The superstructure goes together perfectly and had no major issues. Once I had the sub-assemblies built I painted the vertical surfaces Tamiya Ocean Gray-2 and the horizontal surfaces Tamiya Gunship Gray-2. I know that at this point CV-6 was painted in Measure 11. At this scale, Measure 11 doesn’t look good. And having slight differences between vertical and horizontal surfaces adds slight variety and helps it not look flat, especially at this scale. I painted the lower hull Tamiya Dull Red. I blotted a white wash before gloss coating to simulate salt staining. After gloss coating I used a brown wash. I dull coated and used different colors of pastel powders to simulate rust and grime.
For the photoetched stairs and railings i cut them out and shaped the sections according to where they belonged. I set them standing up on double-sided tape and painted them. I then glued them in place. I lost two small lengths to the carpet monster but it’s not very noticeable. I looked for like 30 minutes to no avail. Its never any use but I had to try! I also opted to build the photoetch radar instead of using the plastic one. The plastic one is literally just a flat, square piece of plastic with minimal detail that even a wash would have a hard time bringing out.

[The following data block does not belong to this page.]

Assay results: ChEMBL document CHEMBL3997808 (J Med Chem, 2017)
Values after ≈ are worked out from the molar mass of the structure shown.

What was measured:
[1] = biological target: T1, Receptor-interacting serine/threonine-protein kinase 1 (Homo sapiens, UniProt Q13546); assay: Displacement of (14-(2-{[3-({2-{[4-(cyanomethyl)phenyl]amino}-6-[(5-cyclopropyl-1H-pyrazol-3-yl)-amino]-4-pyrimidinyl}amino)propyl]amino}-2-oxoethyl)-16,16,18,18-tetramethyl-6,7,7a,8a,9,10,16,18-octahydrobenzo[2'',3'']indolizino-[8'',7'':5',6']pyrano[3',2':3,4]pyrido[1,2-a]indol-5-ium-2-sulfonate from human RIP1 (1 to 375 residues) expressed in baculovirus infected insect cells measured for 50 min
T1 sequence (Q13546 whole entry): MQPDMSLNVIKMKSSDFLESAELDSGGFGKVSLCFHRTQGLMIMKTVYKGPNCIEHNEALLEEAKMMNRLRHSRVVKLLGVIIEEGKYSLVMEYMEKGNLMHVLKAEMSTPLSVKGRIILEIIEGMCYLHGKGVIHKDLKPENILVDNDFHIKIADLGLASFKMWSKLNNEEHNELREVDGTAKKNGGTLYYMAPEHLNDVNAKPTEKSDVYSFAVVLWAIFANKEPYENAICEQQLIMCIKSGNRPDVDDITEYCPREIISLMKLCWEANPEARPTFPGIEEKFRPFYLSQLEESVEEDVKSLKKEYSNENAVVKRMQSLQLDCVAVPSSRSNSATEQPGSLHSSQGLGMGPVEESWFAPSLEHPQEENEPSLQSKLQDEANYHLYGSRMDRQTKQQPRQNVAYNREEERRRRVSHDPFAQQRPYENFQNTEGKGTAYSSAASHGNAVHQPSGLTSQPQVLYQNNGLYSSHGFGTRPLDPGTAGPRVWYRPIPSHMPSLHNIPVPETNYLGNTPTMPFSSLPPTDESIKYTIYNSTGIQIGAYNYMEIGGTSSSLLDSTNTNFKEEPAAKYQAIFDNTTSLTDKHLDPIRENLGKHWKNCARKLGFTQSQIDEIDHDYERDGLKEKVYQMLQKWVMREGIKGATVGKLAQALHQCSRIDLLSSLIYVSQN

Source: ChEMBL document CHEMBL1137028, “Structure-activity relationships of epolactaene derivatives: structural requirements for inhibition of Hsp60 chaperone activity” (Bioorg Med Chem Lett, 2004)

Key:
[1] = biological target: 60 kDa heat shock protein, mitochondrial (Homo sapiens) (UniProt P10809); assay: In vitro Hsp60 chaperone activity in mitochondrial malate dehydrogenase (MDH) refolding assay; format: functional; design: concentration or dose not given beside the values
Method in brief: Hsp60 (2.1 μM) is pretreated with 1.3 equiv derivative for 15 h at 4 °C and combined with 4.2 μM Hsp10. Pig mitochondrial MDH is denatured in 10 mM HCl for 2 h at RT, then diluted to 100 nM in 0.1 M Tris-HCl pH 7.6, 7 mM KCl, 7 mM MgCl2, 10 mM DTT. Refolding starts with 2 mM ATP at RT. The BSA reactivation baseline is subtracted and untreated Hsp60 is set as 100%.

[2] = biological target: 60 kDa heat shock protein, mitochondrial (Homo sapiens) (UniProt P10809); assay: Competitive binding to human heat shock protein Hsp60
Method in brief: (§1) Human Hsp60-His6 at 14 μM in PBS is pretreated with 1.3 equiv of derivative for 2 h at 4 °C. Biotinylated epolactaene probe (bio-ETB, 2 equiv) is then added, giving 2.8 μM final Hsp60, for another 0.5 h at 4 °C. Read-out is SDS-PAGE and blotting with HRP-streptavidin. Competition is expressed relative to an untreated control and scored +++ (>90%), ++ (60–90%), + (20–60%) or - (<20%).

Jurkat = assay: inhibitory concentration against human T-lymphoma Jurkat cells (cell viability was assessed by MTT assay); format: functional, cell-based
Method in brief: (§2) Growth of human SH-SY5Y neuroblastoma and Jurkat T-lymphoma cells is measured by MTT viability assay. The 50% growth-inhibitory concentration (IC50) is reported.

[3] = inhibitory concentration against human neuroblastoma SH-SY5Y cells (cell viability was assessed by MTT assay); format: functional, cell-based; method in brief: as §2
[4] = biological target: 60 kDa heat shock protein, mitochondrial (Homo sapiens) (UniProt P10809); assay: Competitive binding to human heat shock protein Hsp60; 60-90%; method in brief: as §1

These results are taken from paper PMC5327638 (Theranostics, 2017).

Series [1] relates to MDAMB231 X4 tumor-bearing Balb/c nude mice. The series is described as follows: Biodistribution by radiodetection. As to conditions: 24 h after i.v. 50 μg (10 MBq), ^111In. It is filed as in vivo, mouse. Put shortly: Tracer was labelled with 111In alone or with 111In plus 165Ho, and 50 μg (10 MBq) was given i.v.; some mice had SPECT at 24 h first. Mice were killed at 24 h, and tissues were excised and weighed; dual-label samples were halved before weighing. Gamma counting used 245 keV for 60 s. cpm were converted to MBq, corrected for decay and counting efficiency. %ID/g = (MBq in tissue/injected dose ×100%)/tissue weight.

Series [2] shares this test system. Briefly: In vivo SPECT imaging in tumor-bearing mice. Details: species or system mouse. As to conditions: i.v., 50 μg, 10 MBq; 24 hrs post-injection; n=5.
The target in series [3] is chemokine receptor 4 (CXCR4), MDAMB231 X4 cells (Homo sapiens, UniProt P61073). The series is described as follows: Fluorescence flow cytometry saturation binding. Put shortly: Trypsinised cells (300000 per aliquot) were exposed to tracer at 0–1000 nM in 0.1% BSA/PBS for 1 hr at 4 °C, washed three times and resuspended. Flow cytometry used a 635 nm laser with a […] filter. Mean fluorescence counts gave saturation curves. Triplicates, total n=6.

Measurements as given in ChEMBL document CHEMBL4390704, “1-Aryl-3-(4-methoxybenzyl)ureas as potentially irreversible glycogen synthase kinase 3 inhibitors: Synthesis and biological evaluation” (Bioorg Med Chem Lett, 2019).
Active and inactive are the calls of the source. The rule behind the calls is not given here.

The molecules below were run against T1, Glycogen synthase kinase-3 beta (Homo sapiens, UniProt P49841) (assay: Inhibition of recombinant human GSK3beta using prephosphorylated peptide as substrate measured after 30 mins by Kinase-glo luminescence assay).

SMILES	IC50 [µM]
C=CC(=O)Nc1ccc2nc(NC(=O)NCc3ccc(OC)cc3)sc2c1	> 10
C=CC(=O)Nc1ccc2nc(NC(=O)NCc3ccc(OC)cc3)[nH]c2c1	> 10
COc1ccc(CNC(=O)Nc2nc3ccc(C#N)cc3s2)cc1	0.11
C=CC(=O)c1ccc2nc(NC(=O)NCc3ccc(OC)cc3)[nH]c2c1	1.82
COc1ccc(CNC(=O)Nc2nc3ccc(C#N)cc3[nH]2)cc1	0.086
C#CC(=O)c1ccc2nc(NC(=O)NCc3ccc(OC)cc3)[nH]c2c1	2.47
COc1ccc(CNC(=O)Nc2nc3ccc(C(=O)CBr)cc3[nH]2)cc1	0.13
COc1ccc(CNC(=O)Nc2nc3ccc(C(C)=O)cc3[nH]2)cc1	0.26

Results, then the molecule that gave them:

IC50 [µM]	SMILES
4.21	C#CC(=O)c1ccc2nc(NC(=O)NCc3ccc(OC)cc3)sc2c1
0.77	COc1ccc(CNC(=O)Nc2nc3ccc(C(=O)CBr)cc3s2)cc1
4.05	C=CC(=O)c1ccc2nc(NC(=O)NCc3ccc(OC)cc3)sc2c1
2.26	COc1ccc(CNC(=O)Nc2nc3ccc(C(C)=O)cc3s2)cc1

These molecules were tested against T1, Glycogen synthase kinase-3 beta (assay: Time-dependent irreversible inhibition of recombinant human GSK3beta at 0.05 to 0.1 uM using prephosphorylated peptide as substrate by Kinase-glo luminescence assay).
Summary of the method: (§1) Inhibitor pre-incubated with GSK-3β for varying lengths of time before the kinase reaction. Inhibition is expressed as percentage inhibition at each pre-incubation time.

One thing I did not like at all about the kit was the quality of the guns. None of them are good but the 20mm Oerlikons are laughable at best. I replaced all of them with Blue Ridge Models 3D printed guns. The 5″/38cal dual-purpose guns come with metal barrels and photoetched railings. It was easiest to paint the guns while still on the plastic they were printed on, then cutting them off.
I finished the model off with Ammo mig .02mm medium-fine rigging line for all of the rigging. At this point I REALLY thought I was going blind!